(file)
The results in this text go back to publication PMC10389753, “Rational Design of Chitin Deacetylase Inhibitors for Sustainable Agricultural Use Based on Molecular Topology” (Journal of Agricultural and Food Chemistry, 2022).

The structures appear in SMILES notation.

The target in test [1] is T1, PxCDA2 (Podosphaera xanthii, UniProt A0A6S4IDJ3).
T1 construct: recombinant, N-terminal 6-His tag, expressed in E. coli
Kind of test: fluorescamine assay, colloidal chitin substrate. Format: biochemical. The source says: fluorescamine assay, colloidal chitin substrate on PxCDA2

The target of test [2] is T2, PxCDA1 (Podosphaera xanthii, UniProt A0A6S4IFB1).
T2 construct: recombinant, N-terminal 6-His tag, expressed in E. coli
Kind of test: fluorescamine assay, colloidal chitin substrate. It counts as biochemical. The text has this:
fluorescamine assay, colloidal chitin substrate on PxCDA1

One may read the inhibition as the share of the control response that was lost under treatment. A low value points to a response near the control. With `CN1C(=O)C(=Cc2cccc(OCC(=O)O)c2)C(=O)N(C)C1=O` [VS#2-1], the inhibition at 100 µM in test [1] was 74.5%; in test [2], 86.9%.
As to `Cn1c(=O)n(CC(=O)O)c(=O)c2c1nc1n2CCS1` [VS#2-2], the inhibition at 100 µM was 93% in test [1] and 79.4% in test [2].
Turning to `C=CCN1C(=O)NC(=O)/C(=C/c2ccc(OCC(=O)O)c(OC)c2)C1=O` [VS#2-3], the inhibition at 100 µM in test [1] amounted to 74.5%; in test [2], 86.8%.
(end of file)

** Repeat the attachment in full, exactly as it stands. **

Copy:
The results in this text go back to publication PMC10389753, “Rational Design of Chitin Deacetylase Inhibitors for Sustainable Agricultural Use Based on Molecular Topology” (Journal of Agricultural and Food Chemistry, 2022).

The structures appear in SMILES notation.

The target in test [1] is T1, PxCDA2 (Podosphaera xanthii, UniProt A0A6S4IDJ3).
T1 construct: recombinant, N-terminal 6-His tag, expressed in E. coli
Kind of test: fluorescamine assay, colloidal chitin substrate. Format: biochemical. The source says: fluorescamine assay, colloidal chitin substrate on PxCDA2

The target of test [2] is T2, PxCDA1 (Podosphaera xanthii, UniProt A0A6S4IFB1).
T2 construct: recombinant, N-terminal 6-His tag, expressed in E. coli
Kind of test: fluorescamine assay, colloidal chitin substrate. It counts as biochemical. The text has this:
fluorescamine assay, colloidal chitin substrate on PxCDA1

One may read the inhibition as the share of the control response that was lost under treatment. A low value points to a response near the control. With `CN1C(=O)C(=Cc2cccc(OCC(=O)O)c2)C(=O)N(C)C1=O` [VS#2-1], the inhibition at 100 µM in test [1] was 74.5%; in test [2], 86.9%.
As to `Cn1c(=O)n(CC(=O)O)c(=O)c2c1nc1n2CCS1` [VS#2-2], the inhibition at 100 µM was 93% in test [1] and 79.4% in test [2].
Turning to `C=CCN1C(=O)NC(=O)/C(=C/c2ccc(OCC(=O)O)c(OC)c2)C1=O` [VS#2-3], the inhibition at 100 µM in test [1] amounted to 74.5%; in test [2], 86.8%.